The ARC SA weather newsletter, Umlindi The Watchman, reports that, while below-normal rainfall was seen over large parts of the South African summer rainfall region, deficits were smaller than during most other summers associated with a strong El Niño phenomenon. What is known as the austral summer year (from July in the previous year to June in the current) 2015/16 has concluded.
The newsletter highlights that extremely dry conditions with several heatwaves during early to mid-summer were somewhat offset by wetter conditions since January. “Dry conditions during the previous summer, together with very high maximum temperatures were some of the exacerbating effects on the drought impact,” it states. Areas where the largest drought impacts were observed include the Lowveld of Mpumalanga, northern KwaZulu-Natal, and the southern and north-western Free State.
In contrast, areas where both rainfall and cumulative vegetation activity were above normal include large parts of Gauteng, central to western Mpumalanga, central to northern Limpopo, north-western Northern Cape and the Garden Route.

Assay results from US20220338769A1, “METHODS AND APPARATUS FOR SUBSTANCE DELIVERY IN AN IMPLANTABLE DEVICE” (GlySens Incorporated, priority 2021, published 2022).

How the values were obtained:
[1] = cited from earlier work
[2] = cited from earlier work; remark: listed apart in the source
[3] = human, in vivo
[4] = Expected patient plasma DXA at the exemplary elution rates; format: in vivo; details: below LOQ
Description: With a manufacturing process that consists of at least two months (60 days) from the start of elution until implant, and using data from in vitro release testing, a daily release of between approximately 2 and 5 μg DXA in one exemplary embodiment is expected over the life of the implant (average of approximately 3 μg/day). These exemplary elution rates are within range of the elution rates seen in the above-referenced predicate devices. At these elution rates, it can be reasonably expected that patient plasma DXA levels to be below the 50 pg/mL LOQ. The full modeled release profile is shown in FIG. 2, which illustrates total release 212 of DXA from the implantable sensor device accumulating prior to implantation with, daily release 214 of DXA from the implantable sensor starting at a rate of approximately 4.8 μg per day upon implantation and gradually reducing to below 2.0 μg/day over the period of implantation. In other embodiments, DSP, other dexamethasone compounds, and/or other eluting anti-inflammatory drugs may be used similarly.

Normal to above-normal rainfall returns
Most importantly, normal to above-normal rainfall returned to the winter rainfall region in June 2016, after a lull during May. “Rainfall events associated with frontal activity over the south-western areas occurred regularly from the 9th of June,” the newsletter states. In much the same vein as the situation during the April-May period, yet another upper air cut-off low developed over the country in association with the frontal system by the 9th.
The low resulted in widespread cloudy and rainy conditions over the northern to south-eastern interior. A substantial fall of snow occurred over especially the north-western parts of Lesotho and adjacent South Africa in association with this system. – UMLINDI